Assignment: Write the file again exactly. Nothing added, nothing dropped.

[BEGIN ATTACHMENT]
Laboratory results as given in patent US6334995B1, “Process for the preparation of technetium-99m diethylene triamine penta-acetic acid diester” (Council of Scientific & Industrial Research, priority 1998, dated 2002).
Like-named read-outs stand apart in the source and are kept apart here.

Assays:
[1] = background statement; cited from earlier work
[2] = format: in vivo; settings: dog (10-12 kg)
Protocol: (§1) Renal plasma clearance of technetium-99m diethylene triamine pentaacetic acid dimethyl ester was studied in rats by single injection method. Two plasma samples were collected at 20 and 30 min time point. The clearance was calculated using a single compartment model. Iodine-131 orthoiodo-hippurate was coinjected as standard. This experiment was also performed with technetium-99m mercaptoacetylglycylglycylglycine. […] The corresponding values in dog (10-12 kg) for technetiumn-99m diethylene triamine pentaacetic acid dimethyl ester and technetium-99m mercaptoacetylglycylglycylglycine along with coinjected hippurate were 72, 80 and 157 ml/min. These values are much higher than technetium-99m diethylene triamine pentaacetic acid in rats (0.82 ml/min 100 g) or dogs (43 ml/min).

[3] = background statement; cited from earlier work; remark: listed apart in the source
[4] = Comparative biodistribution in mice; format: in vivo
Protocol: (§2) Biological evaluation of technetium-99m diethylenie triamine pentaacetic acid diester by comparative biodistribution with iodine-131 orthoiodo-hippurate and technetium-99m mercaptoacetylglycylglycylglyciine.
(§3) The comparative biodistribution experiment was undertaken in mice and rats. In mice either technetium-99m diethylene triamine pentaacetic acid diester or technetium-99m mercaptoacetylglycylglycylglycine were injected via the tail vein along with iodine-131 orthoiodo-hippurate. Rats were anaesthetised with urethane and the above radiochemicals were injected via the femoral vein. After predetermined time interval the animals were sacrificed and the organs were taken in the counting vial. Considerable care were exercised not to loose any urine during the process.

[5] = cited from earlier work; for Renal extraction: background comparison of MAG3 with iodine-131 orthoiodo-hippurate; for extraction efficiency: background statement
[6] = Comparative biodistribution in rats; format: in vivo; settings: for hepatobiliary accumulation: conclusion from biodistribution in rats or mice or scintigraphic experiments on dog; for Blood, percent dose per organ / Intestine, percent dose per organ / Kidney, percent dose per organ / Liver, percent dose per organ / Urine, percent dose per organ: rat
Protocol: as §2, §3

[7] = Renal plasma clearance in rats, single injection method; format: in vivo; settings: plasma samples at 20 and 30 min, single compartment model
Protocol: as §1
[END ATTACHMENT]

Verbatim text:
Laboratory results as given in patent US6334995B1, “Process for the preparation of technetium-99m diethylene triamine penta-acetic acid diester” (Council of Scientific & Industrial Research, priority 1998, dated 2002).
Like-named read-outs stand apart in the source and are kept apart here.

Assays:
[1] = background statement; cited from earlier work
[2] = format: in vivo; settings: dog (10-12 kg)
Protocol: (§1) Renal plasma clearance of technetium-99m diethylene triamine pentaacetic acid dimethyl ester was studied in rats by single injection method. Two plasma samples were collected at 20 and 30 min time point. The clearance was calculated using a single compartment model. Iodine-131 orthoiodo-hippurate was coinjected as standard. This experiment was also performed with technetium-99m mercaptoacetylglycylglycylglycine. […] The corresponding values in dog (10-12 kg) for technetiumn-99m diethylene triamine pentaacetic acid dimethyl ester and technetium-99m mercaptoacetylglycylglycylglycine along with coinjected hippurate were 72, 80 and 157 ml/min. These values are much higher than technetium-99m diethylene triamine pentaacetic acid in rats (0.82 ml/min 100 g) or dogs (43 ml/min).

[3] = background statement; cited from earlier work; remark: listed apart in the source
[4] = Comparative biodistribution in mice; format: in vivo
Protocol: (§2) Biological evaluation of technetium-99m diethylenie triamine pentaacetic acid diester by comparative biodistribution with iodine-131 orthoiodo-hippurate and technetium-99m mercaptoacetylglycylglycylglyciine.
(§3) The comparative biodistribution experiment was undertaken in mice and rats. In mice either technetium-99m diethylene triamine pentaacetic acid diester or technetium-99m mercaptoacetylglycylglycylglycine were injected via the tail vein along with iodine-131 orthoiodo-hippurate. Rats were anaesthetised with urethane and the above radiochemicals were injected via the femoral vein. After predetermined time interval the animals were sacrificed and the organs were taken in the counting vial. Considerable care were exercised not to loose any urine during the process.

[5] = cited from earlier work; for Renal extraction: background comparison of MAG3 with iodine-131 orthoiodo-hippurate; for extraction efficiency: background statement
[6] = Comparative biodistribution in rats; format: in vivo; settings: for hepatobiliary accumulation: conclusion from biodistribution in rats or mice or scintigraphic experiments on dog; for Blood, percent dose per organ / Intestine, percent dose per organ / Kidney, percent dose per organ / Liver, percent dose per organ / Urine, percent dose per organ: rat
Protocol: as §2, §3

[7] = Renal plasma clearance in rats, single injection method; format: in vivo; settings: plasma samples at 20 and 30 min, single compartment model
Protocol: as §1